How to Preserve Raw Eggs in Grease and Salt: An Illustrated Guide

Results of a Well-Maintained Flock of Laying Poultry

A mixed flock of eggs, a sure supply for all your breakfast and baking needs.
A mixed flock of eggs, a sure supply for all your breakfast and baking needs.

What Can Salted-Down Eggs Be Used For?

Anyone who raises laying hens, ducks, geese, turkeys, guineas, or other fowl knows that it is easy to have a surplus of eggs at certain seasons of the year. A hen will often lay one egg a day during her peak periods, and, depending on the size of your flock, this can mean more eggs than even a large family can use, sell, barter, or give away.

What to do? Why not store some eggs for future use?

There are several ways to do this, including freezing (scrambled, or separated into yolks and whites). But if you don't have freezer room to devote to eggs, or don't wish to deal with frozen eggs, this can be frustrating.

The method I will show you uses a grease, such as shortening or lard, and large quantities of salt (rock salt works fine). Eggs stored with this method will keep well for at least six months...though they may not break like fresh eggs, and are better used for scrambled dishes, omelettes, or baking.

When to Store Eggs?

Egg production depends on several factors, including how much sunlight the days have. More sunlight means more eggs. Egg production usually drops during short, dark days, and when the birds are under any stress, such as molting, or during extreme cold.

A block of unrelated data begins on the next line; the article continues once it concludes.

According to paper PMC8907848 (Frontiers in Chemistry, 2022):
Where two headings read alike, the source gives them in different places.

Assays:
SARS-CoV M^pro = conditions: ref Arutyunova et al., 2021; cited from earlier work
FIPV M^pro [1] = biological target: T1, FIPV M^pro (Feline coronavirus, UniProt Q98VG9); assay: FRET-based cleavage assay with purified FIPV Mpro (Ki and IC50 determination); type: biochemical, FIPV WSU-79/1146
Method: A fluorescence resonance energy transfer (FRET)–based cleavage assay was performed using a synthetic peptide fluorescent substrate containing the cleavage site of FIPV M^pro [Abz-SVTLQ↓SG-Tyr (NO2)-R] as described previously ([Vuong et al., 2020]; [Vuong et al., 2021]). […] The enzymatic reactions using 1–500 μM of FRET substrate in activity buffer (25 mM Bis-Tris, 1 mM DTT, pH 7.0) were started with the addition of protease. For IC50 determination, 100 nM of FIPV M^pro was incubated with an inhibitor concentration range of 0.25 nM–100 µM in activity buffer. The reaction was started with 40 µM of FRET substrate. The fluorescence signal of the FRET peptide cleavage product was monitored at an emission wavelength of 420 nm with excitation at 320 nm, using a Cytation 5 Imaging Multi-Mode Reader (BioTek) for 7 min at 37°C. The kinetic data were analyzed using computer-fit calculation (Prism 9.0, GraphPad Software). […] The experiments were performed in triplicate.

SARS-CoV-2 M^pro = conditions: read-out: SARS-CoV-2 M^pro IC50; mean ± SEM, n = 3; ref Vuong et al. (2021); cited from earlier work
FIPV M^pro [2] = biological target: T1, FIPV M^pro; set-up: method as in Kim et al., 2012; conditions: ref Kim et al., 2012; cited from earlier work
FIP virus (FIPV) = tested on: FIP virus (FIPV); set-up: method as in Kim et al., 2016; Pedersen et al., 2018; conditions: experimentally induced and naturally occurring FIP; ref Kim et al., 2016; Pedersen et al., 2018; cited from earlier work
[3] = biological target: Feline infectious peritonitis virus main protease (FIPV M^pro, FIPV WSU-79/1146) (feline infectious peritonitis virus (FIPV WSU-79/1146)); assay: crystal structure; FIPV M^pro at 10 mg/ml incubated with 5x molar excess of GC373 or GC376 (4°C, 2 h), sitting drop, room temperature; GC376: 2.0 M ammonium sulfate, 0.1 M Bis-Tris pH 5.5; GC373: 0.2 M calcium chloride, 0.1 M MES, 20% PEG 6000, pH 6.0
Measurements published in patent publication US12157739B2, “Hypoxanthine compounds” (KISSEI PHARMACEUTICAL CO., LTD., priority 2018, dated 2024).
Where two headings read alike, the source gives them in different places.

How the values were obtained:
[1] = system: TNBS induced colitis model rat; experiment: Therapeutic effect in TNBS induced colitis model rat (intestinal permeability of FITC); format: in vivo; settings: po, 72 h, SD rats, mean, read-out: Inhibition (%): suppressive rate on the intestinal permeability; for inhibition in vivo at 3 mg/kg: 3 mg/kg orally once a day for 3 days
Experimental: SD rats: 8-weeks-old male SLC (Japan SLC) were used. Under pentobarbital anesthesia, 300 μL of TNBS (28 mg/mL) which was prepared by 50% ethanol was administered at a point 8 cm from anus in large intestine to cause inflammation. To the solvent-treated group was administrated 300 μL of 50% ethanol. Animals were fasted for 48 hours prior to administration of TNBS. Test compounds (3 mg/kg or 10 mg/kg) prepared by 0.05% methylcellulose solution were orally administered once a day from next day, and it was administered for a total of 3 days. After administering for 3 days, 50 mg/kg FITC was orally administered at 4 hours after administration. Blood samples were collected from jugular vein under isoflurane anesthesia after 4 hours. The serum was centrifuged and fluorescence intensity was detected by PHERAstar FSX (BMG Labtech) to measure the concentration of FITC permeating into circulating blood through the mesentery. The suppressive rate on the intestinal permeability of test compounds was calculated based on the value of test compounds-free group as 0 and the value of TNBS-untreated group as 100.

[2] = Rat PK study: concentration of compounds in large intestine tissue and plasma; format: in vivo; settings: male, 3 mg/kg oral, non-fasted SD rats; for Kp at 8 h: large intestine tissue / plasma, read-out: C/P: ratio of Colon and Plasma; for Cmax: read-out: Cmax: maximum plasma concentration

In the northern hemisphere, spring is usually the peak egg laying season. You will want to begin storing eggs during this "heavy" time. The idea is to have enough eggs to last through the "lean" period, during the fall and winter. Eggs stored in salt and grease will keep easily for five or six months.

We have used stored eggs which were up to eleven months old, and while they were still OK to use, they were far inferior to fresh eggs, as the yolks had dried out somewhat, and salt had leached through the shells, making them taste excessively salty.

What You Will Need to Store Eggs in Grease and Salt

  • Foam coolers, or other boxes which will help hold a cool (not cold) temperature and even, somewhat humid condition
  • Rock salt
  • Grease - shortening or lard
  • Fresh eggs
  • A cellar, basement, or other cool place to store the eggs

 

How to Store Fresh Eggs

We store several dozen eggs each year, so require two coolers.